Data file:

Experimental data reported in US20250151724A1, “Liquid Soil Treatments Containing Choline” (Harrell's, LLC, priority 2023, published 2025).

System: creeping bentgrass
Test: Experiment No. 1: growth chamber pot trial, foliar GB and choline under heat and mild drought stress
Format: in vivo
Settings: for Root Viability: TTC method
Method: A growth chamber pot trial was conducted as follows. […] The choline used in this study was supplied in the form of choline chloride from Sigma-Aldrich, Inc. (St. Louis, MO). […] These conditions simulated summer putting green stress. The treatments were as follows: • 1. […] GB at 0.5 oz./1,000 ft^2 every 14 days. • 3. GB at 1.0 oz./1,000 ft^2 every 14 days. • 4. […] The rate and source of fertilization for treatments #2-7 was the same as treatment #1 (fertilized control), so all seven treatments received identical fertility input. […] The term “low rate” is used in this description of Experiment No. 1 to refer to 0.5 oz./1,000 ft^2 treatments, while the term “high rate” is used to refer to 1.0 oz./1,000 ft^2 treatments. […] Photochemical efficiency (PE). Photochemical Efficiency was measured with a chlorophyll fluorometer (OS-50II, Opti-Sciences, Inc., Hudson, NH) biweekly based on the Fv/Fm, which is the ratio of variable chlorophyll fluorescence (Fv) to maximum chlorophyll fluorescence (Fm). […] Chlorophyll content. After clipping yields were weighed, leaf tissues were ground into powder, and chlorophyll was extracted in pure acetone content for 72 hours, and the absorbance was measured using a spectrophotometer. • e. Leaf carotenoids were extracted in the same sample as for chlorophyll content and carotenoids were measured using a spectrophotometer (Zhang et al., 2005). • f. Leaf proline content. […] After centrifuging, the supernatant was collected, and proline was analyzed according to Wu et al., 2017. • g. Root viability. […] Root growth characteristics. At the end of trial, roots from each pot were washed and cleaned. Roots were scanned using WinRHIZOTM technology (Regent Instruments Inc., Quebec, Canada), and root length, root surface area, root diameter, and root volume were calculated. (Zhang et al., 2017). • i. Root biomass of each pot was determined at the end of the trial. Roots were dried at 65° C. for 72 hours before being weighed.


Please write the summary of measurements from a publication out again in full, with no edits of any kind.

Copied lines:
Experimental data reported in US20250151724A1, “Liquid Soil Treatments Containing Choline” (Harrell's, LLC, priority 2023, published 2025).

System: creeping bentgrass
Test: Experiment No. 1: growth chamber pot trial, foliar GB and choline under heat and mild drought stress
Format: in vivo
Settings: for Root Viability: TTC method
Method: A growth chamber pot trial was conducted as follows. […] The choline used in this study was supplied in the form of choline chloride from Sigma-Aldrich, Inc. (St. Louis, MO). […] These conditions simulated summer putting green stress. The treatments were as follows: • 1. […] GB at 0.5 oz./1,000 ft^2 every 14 days. • 3. GB at 1.0 oz./1,000 ft^2 every 14 days. • 4. […] The rate and source of fertilization for treatments #2-7 was the same as treatment #1 (fertilized control), so all seven treatments received identical fertility input. […] The term “low rate” is used in this description of Experiment No. 1 to refer to 0.5 oz./1,000 ft^2 treatments, while the term “high rate” is used to refer to 1.0 oz./1,000 ft^2 treatments. […] Photochemical efficiency (PE). Photochemical Efficiency was measured with a chlorophyll fluorometer (OS-50II, Opti-Sciences, Inc., Hudson, NH) biweekly based on the Fv/Fm, which is the ratio of variable chlorophyll fluorescence (Fv) to maximum chlorophyll fluorescence (Fm). […] Chlorophyll content. After clipping yields were weighed, leaf tissues were ground into powder, and chlorophyll was extracted in pure acetone content for 72 hours, and the absorbance was measured using a spectrophotometer. • e. Leaf carotenoids were extracted in the same sample as for chlorophyll content and carotenoids were measured using a spectrophotometer (Zhang et al., 2005). • f. Leaf proline content. […] After centrifuging, the supernatant was collected, and proline was analyzed according to Wu et al., 2017. • g. Root viability. […] Root growth characteristics. At the end of trial, roots from each pot were washed and cleaned. Roots were scanned using WinRHIZOTM technology (Regent Instruments Inc., Quebec, Canada), and root length, root surface area, root diameter, and root volume were calculated. (Zhang et al., 2017). • i. Root biomass of each pot was determined at the end of the trial. Roots were dried at 65° C. for 72 hours before being weighed.